About
In late 2011, epidemiologist, writer and adventurer Elizabeth Pisani granted herself a sabbatical from the day job and set off to rediscover Indonesia, a country she has wandered, loved and been baffled by for decades. She was on the road and the high seas for a year, covering dozens of islands in 27 provinces. This site records photos and musings from that journey and beyond. See more about the project


Contact




Medicine man: a market education

Medicine man in a market in Boawae, Flores, Indonesia

Last year, the Wellcome Collection in London had a glorious exhibition of anatomical models, called Exquisite Bodies. They were accompanied by banners from the fairs and markets where these models used to be shown. In the prudish Victorian age, they were often the only glimpse people got of naked bodies other than their own. Part education, part pornography, all entertainment.

Anatomical model, bodyAnatomical model of head and face

In the country markets of Indonesia, these models still take pride of place, though I’m not sure “exquisite” quite describes them. The sellers of herbs, patent medicines and quack cures are the only people in the market with loudhailers, sometimes even electronic sound systems. They hang their stalls about with photos of largely naked inhabitants of Papua, Indonesia’s Eastern-most province and the source of many miracle cures. And they use their models to illustrate the many benefits of whatever it is they are selling. My personal favourite was the gentleman who covered his bets by selling large heaps of tobacco as well as “Raja Gunung”, the King of the Mountains, a herbal remedy guaranteed to cure lung cancer.

Two fingers up for family planning

Family Planning statue

Family Planning? F off!

When I first lived in Indonesia, in the not-entirely-golden age of Suharto, family planning was one of the government’s core priorities. So much so, they’d take people on safari for free. These family planning safaris involved laying out the camp beds, slapping women down on them and shoving an IUD up them. Though the programme improved hugely in later years, it remained sullied by its coercive infancy. When responsibility for reproductive health devolved to the districts, it was a rare Bupati who dared to make contraception a priority.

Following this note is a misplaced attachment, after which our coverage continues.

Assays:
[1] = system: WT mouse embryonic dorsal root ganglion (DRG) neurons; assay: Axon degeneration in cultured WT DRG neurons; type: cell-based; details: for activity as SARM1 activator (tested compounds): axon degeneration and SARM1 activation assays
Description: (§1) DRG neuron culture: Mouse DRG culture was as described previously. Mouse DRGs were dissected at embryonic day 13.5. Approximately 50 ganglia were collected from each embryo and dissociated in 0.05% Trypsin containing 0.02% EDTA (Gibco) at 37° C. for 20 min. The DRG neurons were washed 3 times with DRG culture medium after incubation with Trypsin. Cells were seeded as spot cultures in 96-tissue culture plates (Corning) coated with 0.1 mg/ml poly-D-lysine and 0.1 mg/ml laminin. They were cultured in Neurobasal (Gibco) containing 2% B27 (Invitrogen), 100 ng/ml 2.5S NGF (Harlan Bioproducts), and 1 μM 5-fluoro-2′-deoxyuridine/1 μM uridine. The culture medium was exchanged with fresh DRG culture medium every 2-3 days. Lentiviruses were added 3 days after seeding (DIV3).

One of the results is that Indonesia’s population has just passed the 241 million mark. That’s one in 30 of the people on this planet. Another consequence is that one very rarely sees any public support for family planning. So I couldn’t resist stopping to photograph this hang-over from the Suharto years, which stands outside the central Flores town of Ende. (I took exactly the same photograph in 1989 — the fuck-off gesture amused me even then). The statue refers to the campaign’s central slogan: “Dua Cukup!” (Two is Enough). It was often accompanied by another hand gesture, the universal gesture for “Stop here!”, an open palm held out at arm’s length.

The two fingers flicked, then five fingers in your face gave its name to the state-sponsored brand of condom: 25 (Dua Lima). This somehow tickled me, and I mentioned it to my riding companions, two medical technicians from Jakarta who were installing equipment in the hospital here. The younger of the two looked completely blank. “Huh? Family Planning? I thought it was a peace sign”.

It’s surprising to me that the only places I’ve seen any sign at all of the family planning programme (now with the slogan Two is Better), is in Flores, the only Catholic-majority island. In many other places, the family planning programme seems to be completely moribund. Lamentable. Dua Lima condoms have vanished, too. A lot less lamentable. Especially when they’ve been replaced by cheap and high quality brands such as Fiesta and Sutra.